Syrians face 'toughest Ramadan yet' as regime withdraws market protections

Syrians face 'toughest Ramadan yet' as regime withdraws market protections
This Ramadan could be the toughest yet for long-suffering Syrian people as the pound continues to plummet and prices rise.
3 min read
Turkey - Istanbul
23 March, 2023
Ramadan in Syria will be hard for many as prices continue to escalate and families are increasingly unable to buy basic goods [Delil Souleiman/AFP via Getty]

Rising prices of basic goods are forcing most Syrian families to forgo foods they would regularly buy in bulk to see them through the fasting month of Ramadan.

The Syrian regime has stopped any intervention in commodity pricing, leaving this to be set by retailers according to cost, as the exchange rate of the Syrian pound against the dollar continues to plummet

Syrian economist Abdulnaser Aljasem said that Ramadan this year is the toughest yet for Syrians, with the markets "bucking all the usual economic equations".

He told Al-Araby Al-Jadeed, The New Arab's Arabic-language sister edition: "Despite declining demand and excess supply… prices have not dropped, in fact, we are seeing them rise daily."

He said that this had happened even after economic sanctions on the regime were frozen after the deadly earthquake which hit Turkey and Syria in February.

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"High prices, an absence of monitoring, and market stagnation are the three factors governing Syrian markets," he added.

The regime's institutions had for the last two months withdrawn any intervention in the markets to ensure goods were priced competitively, he said.

The downward spiral of the Syrian pound which last Monday dropped to around 7550 pounds per dollar, while the average living costs for a family of five, based on the 'Kassioun Cost of Living Index' was over 4 million Syrian pounds ($530). The minimum wage is only 92,970 pounds.

Aljasem expects prices to rise further during Ramadan despite the Chairman of the Federation of Syrian Chambers of Commerce, Mohammed Abu Al-Huda Al-Lahham, claiming that prices should only rise during the build-up to Ramadan and the first week of the month, before falling as demand drops.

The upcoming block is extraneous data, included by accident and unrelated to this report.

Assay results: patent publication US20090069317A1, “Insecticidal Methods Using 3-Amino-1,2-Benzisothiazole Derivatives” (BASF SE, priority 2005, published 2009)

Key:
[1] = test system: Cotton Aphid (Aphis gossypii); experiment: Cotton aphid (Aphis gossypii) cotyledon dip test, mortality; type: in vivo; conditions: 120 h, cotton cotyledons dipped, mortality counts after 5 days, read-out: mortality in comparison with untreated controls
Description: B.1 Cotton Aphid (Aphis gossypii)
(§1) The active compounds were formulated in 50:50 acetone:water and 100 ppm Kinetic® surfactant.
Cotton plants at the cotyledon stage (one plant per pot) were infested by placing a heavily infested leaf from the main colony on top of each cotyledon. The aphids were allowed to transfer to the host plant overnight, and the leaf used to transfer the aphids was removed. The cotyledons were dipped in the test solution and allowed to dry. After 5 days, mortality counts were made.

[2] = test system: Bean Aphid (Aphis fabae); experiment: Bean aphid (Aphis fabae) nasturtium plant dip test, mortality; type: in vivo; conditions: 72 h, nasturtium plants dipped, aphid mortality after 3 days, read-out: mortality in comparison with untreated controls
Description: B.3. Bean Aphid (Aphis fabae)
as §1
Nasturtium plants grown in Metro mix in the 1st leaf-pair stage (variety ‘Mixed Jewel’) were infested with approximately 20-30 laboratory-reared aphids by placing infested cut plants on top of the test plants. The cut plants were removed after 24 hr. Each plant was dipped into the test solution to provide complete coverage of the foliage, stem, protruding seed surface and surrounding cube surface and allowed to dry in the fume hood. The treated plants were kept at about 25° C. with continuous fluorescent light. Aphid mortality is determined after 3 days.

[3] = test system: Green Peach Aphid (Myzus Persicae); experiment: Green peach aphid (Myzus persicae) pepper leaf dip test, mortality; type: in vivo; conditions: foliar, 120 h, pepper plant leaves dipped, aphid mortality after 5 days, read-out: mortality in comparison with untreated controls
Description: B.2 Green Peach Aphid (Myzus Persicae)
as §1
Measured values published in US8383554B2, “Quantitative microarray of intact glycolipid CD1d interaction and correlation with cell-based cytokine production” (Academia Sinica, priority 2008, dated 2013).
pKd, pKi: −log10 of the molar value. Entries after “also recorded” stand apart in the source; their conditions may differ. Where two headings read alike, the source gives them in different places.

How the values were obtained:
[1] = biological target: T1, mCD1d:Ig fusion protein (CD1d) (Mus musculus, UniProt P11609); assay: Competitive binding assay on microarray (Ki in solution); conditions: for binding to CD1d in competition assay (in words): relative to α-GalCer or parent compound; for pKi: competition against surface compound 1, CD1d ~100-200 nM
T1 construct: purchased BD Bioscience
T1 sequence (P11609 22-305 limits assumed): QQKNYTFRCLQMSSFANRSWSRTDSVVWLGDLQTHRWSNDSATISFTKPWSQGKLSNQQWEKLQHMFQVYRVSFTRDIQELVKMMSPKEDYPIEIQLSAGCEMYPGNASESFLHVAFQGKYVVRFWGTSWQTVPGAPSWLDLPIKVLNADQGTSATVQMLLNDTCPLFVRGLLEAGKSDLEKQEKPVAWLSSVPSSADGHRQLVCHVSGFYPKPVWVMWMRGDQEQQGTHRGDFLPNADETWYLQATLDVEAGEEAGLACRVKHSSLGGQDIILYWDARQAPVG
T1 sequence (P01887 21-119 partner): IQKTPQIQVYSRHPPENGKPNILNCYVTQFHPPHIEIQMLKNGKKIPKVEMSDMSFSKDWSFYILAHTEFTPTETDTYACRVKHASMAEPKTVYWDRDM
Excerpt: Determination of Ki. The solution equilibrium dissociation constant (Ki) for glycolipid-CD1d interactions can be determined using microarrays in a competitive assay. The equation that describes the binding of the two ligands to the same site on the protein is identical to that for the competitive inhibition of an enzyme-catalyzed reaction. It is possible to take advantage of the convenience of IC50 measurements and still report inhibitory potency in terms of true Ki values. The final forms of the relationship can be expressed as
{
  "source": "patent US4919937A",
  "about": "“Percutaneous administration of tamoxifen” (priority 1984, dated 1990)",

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Abdulaziz Al-Maqaali, the Head of the Consumer Protection Association, predicted however that prices would rise by 15 percent during Ramadan, telling the pro-regime Al-Watan newspaper that they had already increased by 45 percent since the start of 2023. 

Syrian families couldn't even buy items such as potatoes in bulk, after the withdrawal of the Ministry of Internal Trade and Consumer Protection from its role in protecting prices, he said, and called on the ministry to intervene and offer Ramadan food baskets to meet the needs of consumers "especially in light of the chaos in markets and prices".

Luay Shubat, a retiree from the Dummar neighbourhood in Damascus, said: "The situation for Syrians is very bad. Not many families have been able to prepare themselves, as they would have in the past, by buying the necessities for the blessed month.

"For example, a kilo of dates - one of the most important foods for Ramadan, is between 50,000 and 100,000 pounds for the high-quality type, which needs a month's salary! Similarly, dairy products have become a luxury."

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Families can no longer rely on store cupboard staples as a means of lowering household expenditure amid rocketing prices, meagre incomes, and the ever-increasing costs that most Syrians didn't used to have – like rent for houses for those who have lost their homes.

Electricity cuts that last for most of the day also lead to food stored in fridges going bad.

Economists say the purchasing power of Syrians is hardly enough to cover their daily consumption needs, while supplying one commodity, like cheese, makdous (Syrian pickled aubergine which is a popular breakfast item), or jam, would now cost a family more than their monthly income.

This is an edited translation from our Arabic edition. To read the original article click here.